Photo: ©Kim Haughton
The first text message to appear on my phone on Friday morning was from a friend of mine, Duncan. It read “I am reading your book ostentatiously on the bus giggling.” The second was from Damien. It simply read “destroyed”. All over Dublin, survivors of the First Blather Book Launch were dragging themselves out of bed. Others were only just making it to bed. One brave soul had partied all night, and then had to a performance review at her job at 11am. Bless their stamina.
The official launch of “A Load of Blather” kicked off at Dublin’s Dice Bar at 1800 on Thursday. There wasn’t many people there at the time. Sue and I felt overdressed and pretentious. She ate pasta salad. I paced. The barman and one customer were watching Germany vs. Croatia on the TV. Outside, the traffic snorted on Queen St. and confused subjects of democracy stumbled home from Lisbon Treaty polling booths, wild-eyed and incoherent, shouting “Ireland says no!”. I was just nervous. Would anyone show up?
Two hours later, the Dice Bar was jammed with Blatherskites ranting and laughing their little heads off. I ran around having snatches of talk, talking to a former flatmate, Hugh, who I hadn’t seen in a decade, friends, publishers. Lots of pictures of me giggling insanely. Barry was looking Nordic, and sporting an attractive bandage. Damien looked like a drunken refugee from a boyband. Sue throwing Guinness at people. The legendary Oliver Bayliss made a surprise appearance, though I suspect that Barry may have acquired the services of an actor to play Bayliss for the evening.
Clare clambered onto the bar, and with the barstaff in cahoots, ordered silence, demanding that I speak. I had no clue what to say. I mumbled something incoherent, ran away. Someone shouts “I can’t believe it, Dave Walsh lost for words”.
Barry stepped in to save me, waving A Load of Blather, with a marvellous sales pitch which explained that unlike the telephone directory, you don’t need a telephone to enjoy our book. Damien stepped up for a brief speech, summed up as “you’re all cunts!”. I got a second wind and gave a sort of a thank you speech to the two Ronans (who got us into this mess).
Things got chaotic. Over the blur of the next few hours, we sold 12,023 books. Thanks to our publishers, Nonsuch Ireland Publishing, people got tanked on free beer and wine. We signed books, mauled books, mauled Christians, signed bodies, got kissed, hugged, abused, punched, bitten, drunk, stoned, immaculate. Even the crackhead in the stripey jumper was at the other side of the tram lines, dancing a jig in celebration of our book. People said lascivious, politically insensitive, mindboggling things to each other that they instantly regretted, then instantly forgot. The conversations became fragmented, nonsensical, but not without their own logic.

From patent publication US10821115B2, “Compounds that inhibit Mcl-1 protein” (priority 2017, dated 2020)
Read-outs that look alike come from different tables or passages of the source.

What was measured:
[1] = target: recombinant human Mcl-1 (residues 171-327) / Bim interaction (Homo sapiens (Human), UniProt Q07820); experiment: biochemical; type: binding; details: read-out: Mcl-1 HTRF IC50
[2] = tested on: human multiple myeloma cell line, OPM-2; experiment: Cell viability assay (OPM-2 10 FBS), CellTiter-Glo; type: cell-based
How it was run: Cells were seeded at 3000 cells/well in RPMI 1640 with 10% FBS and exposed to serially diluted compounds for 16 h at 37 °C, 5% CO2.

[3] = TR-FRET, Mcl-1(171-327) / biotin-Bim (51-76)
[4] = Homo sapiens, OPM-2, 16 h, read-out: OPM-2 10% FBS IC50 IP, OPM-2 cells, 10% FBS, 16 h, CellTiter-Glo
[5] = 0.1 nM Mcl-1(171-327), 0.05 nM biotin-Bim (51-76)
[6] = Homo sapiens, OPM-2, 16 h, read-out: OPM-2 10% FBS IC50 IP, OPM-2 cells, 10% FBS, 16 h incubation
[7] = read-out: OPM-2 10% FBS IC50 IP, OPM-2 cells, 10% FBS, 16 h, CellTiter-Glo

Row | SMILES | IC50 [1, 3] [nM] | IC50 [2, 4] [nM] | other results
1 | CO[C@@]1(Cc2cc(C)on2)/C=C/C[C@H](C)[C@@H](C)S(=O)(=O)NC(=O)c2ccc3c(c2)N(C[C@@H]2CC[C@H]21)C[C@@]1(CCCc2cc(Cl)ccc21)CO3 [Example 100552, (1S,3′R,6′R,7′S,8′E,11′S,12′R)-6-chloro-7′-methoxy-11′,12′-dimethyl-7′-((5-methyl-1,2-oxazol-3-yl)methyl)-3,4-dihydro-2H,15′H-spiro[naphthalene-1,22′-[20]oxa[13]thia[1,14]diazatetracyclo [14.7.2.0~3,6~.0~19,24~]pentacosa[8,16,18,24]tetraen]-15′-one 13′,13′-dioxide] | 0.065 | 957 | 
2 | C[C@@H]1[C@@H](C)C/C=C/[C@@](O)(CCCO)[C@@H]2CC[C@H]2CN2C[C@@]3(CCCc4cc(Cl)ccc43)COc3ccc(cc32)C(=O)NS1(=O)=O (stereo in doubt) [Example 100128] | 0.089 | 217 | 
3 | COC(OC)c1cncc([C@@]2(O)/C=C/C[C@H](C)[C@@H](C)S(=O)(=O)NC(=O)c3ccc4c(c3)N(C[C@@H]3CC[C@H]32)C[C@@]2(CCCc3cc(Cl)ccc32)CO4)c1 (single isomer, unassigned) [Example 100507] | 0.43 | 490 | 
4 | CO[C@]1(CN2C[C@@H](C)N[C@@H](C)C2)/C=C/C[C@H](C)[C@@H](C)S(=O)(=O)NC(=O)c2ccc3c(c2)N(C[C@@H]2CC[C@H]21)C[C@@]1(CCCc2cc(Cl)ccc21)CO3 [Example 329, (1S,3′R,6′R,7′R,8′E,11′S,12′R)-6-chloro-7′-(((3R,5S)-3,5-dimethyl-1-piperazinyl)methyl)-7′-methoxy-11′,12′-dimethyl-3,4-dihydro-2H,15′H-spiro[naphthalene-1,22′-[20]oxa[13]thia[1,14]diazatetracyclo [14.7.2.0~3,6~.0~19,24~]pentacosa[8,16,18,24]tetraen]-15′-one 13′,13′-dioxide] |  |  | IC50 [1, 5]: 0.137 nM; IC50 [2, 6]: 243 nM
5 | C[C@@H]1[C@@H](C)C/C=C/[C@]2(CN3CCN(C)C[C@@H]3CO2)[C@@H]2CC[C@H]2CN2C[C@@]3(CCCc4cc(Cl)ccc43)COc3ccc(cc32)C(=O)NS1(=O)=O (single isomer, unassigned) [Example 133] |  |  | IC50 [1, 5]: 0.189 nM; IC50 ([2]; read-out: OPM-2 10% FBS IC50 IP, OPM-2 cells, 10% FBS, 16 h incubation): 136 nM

I fell out of the place around midnight, clutching the last few unsold books. Into a taxi and home. Collapsed. Far stronger, braver and since regretful, people held on to the coattails of the night, culminating in a roar of collective pain on Friday morning. But good Jesus, it was good crack. We must do it again sometime.
Thanks to everyone who helped out, or showed up and misbehaved. I’m waiting to hear news on the pregnancies, court appearances, job losses, hospital bills, tattoos, etc. that resulted from Thursday’s night’s debacle.
Read the p45 discussion about the party »
All photographs © Kim Haughton:
Dave and Sue. Giggling. Hysterically, dizzy with power. Donal looks on.
Clare takes to the bar to call for a speech
Barry extols the virtues of our book over the telephone directory
Damien demonstrates the Blather bookhandling service
Damien gets a raise from Dave
Dave, lost for words.
Dave demonstrates his flip-top head to Damien
Barry signs a copy of A Load of Blather
Dave signs for Simona
Barry shows how quick our book moves. Dave grins. Duncan looks bemused.
Damien, beset by hordes of leather-clad groupies
Dave, laughing. Hysterically.
John B getting his book signed by Sue. To her left, a man breaks down and cries. Oh, the humanity.
All photographs by © Kim Haughton.